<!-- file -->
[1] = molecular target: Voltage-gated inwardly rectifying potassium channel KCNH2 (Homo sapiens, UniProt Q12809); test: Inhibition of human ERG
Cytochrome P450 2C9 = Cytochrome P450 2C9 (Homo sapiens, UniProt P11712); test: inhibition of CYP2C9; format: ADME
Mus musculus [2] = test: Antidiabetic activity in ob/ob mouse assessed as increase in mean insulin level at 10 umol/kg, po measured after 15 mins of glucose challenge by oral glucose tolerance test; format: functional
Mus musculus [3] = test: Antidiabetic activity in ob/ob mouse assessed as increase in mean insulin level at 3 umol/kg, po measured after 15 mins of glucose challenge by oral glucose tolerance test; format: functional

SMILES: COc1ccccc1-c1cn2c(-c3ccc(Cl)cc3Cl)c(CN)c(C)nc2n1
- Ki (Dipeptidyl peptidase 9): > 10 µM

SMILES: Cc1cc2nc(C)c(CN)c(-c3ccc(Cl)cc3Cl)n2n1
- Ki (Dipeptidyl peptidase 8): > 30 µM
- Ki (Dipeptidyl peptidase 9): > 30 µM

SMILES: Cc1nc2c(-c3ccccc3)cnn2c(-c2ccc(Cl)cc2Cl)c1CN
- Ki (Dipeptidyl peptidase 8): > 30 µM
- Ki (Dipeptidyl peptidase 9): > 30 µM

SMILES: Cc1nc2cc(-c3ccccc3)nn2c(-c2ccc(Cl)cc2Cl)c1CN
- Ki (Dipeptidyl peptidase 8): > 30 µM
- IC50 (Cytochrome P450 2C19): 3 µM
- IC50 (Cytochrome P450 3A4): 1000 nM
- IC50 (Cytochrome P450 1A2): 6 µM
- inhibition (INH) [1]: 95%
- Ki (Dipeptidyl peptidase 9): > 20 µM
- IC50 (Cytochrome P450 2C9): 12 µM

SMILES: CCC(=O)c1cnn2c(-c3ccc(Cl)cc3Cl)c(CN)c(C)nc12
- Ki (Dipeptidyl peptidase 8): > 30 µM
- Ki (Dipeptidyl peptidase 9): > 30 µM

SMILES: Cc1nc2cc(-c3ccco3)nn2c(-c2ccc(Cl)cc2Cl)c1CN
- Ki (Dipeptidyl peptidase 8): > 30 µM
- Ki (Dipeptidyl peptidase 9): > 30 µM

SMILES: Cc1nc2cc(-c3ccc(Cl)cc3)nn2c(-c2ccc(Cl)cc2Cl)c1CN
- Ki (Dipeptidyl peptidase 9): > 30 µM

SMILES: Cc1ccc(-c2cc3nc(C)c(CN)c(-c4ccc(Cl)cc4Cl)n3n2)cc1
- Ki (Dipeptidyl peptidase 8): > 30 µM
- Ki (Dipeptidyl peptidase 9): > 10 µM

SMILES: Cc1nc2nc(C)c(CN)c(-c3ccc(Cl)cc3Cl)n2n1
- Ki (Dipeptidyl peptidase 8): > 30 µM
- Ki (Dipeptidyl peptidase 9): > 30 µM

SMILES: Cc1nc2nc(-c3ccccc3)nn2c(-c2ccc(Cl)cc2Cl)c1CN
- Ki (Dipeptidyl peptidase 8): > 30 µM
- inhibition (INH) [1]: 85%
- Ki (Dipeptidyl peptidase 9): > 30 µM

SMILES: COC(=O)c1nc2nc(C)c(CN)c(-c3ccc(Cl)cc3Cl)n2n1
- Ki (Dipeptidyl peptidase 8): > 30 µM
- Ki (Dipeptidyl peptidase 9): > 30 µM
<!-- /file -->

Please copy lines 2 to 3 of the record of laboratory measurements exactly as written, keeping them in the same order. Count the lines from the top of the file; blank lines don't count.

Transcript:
Cytochrome P450 2C9 = Cytochrome P450 2C9 (Homo sapiens, UniProt P11712); test: inhibition of CYP2C9; format: ADME
Mus musculus [2] = test: Antidiabetic activity in ob/ob mouse assessed as increase in mean insulin level at 10 umol/kg, po measured after 15 mins of glucose challenge by oral glucose tolerance test; format: functional